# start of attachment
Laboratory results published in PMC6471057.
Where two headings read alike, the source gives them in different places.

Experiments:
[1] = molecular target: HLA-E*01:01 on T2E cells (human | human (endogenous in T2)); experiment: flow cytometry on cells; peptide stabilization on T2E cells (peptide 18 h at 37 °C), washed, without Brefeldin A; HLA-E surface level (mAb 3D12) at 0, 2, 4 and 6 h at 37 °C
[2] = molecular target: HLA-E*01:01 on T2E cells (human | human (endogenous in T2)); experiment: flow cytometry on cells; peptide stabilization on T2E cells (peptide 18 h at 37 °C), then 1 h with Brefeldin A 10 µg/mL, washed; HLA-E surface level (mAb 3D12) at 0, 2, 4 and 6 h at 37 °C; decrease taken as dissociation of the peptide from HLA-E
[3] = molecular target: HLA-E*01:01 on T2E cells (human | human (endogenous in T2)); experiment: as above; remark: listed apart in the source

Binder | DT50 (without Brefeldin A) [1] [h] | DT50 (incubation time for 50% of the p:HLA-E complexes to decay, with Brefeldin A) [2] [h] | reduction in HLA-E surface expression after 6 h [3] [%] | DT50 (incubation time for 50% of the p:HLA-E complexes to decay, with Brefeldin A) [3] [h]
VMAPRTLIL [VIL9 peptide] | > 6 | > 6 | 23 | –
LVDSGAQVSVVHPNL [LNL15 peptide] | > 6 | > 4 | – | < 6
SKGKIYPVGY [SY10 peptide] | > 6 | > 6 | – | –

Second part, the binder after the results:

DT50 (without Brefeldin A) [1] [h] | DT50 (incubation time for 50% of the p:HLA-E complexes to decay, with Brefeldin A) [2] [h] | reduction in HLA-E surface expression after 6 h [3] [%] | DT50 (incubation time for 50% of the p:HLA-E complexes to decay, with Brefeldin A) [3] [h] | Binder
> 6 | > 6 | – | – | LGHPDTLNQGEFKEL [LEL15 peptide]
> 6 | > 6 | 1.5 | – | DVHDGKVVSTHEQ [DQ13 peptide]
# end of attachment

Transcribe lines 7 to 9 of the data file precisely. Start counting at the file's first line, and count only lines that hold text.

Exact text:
Binder | DT50 (without Brefeldin A) [1] [h] | DT50 (incubation time for 50% of the p:HLA-E complexes to decay, with Brefeldin A) [2] [h] | reduction in HLA-E surface expression after 6 h [3] [%] | DT50 (incubation time for 50% of the p:HLA-E complexes to decay, with Brefeldin A) [3] [h]
VMAPRTLIL [VIL9 peptide] | > 6 | > 6 | 23 | –
LVDSGAQVSVVHPNL [LNL15 peptide] | > 6 | > 4 | – | < 6